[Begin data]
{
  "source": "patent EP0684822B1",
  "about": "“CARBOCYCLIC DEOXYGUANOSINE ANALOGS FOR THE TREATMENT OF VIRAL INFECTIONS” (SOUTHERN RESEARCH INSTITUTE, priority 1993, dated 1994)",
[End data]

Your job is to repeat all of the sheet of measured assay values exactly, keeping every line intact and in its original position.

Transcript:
{
  "source": "patent EP0684822B1",
  "about": "“CARBOCYCLIC DEOXYGUANOSINE ANALOGS FOR THE TREATMENT OF VIRAL INFECTIONS” (SOUTHERN RESEARCH INSTITUTE, priority 1993, dated 1994)",